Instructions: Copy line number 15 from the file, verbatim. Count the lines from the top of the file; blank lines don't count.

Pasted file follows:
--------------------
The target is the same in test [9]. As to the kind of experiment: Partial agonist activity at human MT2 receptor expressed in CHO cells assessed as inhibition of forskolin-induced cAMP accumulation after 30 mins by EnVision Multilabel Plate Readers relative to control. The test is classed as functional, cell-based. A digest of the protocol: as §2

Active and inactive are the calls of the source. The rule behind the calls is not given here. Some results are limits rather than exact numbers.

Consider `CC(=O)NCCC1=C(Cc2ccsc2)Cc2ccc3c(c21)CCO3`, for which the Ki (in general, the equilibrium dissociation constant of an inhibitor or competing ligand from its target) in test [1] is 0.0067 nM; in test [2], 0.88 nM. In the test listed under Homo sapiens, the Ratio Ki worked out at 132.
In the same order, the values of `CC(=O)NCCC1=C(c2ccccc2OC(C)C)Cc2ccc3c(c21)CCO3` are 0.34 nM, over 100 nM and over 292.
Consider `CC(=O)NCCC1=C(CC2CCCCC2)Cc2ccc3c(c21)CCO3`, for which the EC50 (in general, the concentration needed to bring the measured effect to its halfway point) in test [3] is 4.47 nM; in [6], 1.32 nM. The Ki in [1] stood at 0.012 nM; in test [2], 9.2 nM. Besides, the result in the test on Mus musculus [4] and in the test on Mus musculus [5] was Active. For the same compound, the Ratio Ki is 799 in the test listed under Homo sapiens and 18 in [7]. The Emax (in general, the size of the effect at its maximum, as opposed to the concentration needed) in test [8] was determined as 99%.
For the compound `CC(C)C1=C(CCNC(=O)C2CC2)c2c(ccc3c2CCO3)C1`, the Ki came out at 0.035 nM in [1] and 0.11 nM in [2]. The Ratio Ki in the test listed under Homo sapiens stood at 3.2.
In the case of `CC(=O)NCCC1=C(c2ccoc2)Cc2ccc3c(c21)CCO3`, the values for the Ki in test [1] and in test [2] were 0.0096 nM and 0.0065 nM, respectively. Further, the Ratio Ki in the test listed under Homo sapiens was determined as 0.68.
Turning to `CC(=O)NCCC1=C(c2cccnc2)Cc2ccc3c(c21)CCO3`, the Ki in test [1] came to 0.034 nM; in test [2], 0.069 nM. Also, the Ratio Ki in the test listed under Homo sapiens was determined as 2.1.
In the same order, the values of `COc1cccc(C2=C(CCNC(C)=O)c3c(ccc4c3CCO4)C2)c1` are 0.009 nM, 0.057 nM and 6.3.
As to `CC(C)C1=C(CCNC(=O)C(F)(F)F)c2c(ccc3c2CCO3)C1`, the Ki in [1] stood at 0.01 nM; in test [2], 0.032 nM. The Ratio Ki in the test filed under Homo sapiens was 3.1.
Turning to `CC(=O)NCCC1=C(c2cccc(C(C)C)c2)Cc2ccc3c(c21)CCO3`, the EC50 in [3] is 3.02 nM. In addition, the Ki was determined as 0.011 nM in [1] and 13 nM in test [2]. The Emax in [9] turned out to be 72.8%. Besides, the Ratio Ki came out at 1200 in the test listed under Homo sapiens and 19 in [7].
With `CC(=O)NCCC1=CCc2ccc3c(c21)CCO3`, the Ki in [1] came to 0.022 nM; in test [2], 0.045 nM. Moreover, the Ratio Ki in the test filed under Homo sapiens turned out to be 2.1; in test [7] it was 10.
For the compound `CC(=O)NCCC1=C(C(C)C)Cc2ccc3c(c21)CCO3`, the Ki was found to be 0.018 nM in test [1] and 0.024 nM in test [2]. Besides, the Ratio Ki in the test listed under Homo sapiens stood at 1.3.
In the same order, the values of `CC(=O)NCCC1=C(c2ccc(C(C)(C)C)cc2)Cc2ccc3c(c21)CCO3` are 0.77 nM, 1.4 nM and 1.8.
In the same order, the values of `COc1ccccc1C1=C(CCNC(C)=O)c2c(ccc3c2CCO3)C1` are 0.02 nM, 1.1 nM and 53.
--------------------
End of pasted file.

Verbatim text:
In the same order, the values of `COc1ccccc1C1=C(CCNC(C)=O)c2c(ccc3c2CCO3)C1` are 0.02 nM, 1.1 nM and 53.